The underlying budget balance rises by over a half-percentage point over the programme period, to a surplus of 0,3 % of GDP in 2006. The programme targets, including their evaluation in underlying terms, thus clearly respect the "close-to-balance or in surplus" objective of the Stability and Growth Pact throughout the period. The Council therefore considers that Spain continues to be in conformity with the provisions of the Stability and Growth Pact, with the targets set to meet the objective with an increasingly comfortable margin.
By general government subsectors, the update implies some sharp sectoral shifts in net lending during the programme period. Notably, territorial governments, within the framework of the General Law of Budgetary Stability which prescribes that budgets of each public entity should be drawn up to be in balance or surplus, are called upon in 2003 to eliminate the deficit estimated for 2002. Especially in the light of the phased transfer underway of important tax and spending powers to regional authorities, the Council welcomes the fiscal discipline framework set by the General Law of Budgetary Stability. This needs to be implemented effectively while preserving adequate margins of manoeuvre for the working of the automatic stabilisers in either direction.
The Council welcomes the fact that the updated programme gives greater weight compared with the previous update to the issue of the long-term sustainability of the public finances. It notes the commitment to achieve balanced budget positions leading to a continuous debt reduction as well as that some measures to increase employment rates and the incentives for active ageing and private pension schemes were taken. It nevertheless considers that these are just steps towards the adequate reorientation of policy in line with its previous opinions. Although the revised demographic projections presented would imply a somewhat more moderate budgetary impact than earlier projections, the Council considers that on the basis of current policies the risk of unsustainable public finances in terms of emerging budgetary imbalances in the long run cannot be excluded: such a risk essentially stems from the large projected increase in age-related spending on public pensions. Strengthening long-term sustainability should therefore remain of primary concern in the framework of an ambitious three-pronged strategy. In this respect, the Council notes that no major review of the public pension system has yet been undertaken, in contrast with the recommendations in both the previous opinion and the 2002 Broad Economic Policy Guidelines. The Council urges the Spanish authorities to agree a timetable for reaching policy conclusions and implementation of the envisaged reform of the pension system to align more closely contributions and benefits. Assets of the public pensions reserve fund created in 2000 to finance future liabilities will stand in 2003 slightly above 1 % of GDP, which compares to a target of 1 % in 2004. New targets which will substantially reinforce the fund now need to be set if this fund is to make a substantial contribution to meeting the costs of ageing populations.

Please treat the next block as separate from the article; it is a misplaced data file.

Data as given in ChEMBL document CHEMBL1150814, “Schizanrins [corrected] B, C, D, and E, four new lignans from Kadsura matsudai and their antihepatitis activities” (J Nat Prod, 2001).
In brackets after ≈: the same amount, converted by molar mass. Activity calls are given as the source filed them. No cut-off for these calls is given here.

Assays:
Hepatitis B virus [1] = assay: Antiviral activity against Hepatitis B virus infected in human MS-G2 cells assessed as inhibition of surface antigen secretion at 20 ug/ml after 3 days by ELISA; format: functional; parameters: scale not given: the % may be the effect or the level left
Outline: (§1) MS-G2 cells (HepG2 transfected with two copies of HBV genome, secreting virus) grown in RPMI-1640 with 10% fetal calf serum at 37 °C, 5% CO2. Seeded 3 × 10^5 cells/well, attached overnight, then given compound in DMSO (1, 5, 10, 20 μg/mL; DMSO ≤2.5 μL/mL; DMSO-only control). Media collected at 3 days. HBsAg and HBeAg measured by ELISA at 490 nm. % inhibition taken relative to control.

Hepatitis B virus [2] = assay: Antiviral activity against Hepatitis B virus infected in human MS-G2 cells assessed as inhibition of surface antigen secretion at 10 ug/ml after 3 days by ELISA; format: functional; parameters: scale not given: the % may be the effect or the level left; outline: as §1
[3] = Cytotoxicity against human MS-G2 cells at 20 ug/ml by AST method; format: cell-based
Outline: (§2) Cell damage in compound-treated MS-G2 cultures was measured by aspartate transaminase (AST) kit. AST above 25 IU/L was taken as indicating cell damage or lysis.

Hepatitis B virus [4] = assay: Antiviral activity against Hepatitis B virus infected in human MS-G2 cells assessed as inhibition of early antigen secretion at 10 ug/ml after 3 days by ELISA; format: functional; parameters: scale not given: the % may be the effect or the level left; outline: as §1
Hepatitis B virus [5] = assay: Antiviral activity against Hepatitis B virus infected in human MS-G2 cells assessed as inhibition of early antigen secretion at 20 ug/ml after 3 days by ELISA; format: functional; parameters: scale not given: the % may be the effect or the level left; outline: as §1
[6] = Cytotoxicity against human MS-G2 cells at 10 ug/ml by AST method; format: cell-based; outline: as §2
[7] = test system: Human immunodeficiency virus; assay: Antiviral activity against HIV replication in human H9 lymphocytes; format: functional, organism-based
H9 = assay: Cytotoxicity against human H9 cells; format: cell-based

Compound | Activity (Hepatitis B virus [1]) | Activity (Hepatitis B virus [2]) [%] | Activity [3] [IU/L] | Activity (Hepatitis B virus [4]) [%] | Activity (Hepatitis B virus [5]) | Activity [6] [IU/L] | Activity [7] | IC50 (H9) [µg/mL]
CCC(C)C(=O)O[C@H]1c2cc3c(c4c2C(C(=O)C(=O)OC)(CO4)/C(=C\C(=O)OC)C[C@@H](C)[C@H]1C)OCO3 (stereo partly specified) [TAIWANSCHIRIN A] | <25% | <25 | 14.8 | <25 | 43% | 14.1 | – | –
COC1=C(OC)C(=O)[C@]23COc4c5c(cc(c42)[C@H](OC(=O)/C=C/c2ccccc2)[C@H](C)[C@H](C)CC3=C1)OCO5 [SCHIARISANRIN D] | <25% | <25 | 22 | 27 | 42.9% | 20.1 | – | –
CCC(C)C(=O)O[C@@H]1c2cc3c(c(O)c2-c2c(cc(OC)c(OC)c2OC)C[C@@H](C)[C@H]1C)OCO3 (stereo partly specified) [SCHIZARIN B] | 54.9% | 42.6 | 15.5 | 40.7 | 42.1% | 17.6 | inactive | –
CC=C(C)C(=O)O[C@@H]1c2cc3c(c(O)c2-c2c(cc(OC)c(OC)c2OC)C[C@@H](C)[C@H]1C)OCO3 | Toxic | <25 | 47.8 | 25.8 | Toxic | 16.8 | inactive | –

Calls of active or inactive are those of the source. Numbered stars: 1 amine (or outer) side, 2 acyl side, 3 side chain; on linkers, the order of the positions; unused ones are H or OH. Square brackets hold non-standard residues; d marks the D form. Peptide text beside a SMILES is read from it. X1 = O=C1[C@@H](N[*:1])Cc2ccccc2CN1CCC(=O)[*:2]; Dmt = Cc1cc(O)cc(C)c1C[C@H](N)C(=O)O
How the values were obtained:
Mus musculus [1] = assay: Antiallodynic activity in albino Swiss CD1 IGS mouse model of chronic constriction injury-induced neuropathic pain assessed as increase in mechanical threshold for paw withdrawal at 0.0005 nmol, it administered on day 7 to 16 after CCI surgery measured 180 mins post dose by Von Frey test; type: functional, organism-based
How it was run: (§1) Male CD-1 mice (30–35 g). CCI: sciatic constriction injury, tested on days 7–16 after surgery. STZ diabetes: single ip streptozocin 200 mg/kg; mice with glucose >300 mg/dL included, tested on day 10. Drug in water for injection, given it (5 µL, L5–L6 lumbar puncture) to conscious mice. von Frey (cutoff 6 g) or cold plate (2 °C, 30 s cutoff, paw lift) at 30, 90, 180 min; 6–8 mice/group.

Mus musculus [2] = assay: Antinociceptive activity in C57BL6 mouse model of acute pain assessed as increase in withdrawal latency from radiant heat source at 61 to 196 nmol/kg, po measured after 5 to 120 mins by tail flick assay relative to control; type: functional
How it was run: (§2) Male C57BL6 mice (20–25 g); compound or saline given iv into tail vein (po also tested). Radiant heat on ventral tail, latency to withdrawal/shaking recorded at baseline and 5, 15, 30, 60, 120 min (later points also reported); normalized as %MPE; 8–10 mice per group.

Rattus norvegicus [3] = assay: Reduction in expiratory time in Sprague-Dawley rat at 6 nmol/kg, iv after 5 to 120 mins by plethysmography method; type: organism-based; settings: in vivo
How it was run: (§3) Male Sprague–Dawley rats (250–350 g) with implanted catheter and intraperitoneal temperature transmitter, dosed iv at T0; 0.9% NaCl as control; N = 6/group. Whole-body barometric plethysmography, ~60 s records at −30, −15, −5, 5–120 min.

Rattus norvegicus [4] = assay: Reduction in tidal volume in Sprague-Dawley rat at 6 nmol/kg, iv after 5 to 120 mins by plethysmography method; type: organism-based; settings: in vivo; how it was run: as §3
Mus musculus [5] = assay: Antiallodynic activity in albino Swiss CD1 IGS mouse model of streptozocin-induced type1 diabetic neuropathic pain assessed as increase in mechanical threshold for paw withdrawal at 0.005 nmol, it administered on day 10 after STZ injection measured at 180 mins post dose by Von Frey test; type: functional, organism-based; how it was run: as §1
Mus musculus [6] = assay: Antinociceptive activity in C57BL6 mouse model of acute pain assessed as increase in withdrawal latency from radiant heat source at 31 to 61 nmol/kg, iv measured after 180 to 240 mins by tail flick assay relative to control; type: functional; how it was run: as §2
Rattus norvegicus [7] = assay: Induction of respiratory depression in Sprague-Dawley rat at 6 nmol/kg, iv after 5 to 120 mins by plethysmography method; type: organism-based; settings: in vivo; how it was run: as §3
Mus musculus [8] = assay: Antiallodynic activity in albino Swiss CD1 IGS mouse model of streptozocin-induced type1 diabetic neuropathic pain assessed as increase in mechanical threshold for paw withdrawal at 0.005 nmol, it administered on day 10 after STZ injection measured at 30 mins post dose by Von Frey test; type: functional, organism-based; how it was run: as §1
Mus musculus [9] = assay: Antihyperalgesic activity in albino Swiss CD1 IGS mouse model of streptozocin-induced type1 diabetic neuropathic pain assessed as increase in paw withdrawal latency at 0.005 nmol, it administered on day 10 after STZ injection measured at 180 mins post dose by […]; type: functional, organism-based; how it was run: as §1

Finally, the Council welcomes recent initiatives for structural reform in the labour, capital and product markets. It recommends further progress in these areas to support employment-oriented and non-inflationary growth with lower inflation than recorded hitherto. Particularly, although improvement in the labour market in recent years has been notable, persistence of relatively low total and female employment and wide regional unemployment disparities call for sustained efforts. Such efforts would be consistent with the 2002 Broad Economic Policy Guidelines.
(1) OJ L 209, 2.8.1997.
(2) OJ C 51, 26.2.2002, OJ C 109, 10.4.2001 and OJ C 98, 6.4.2000.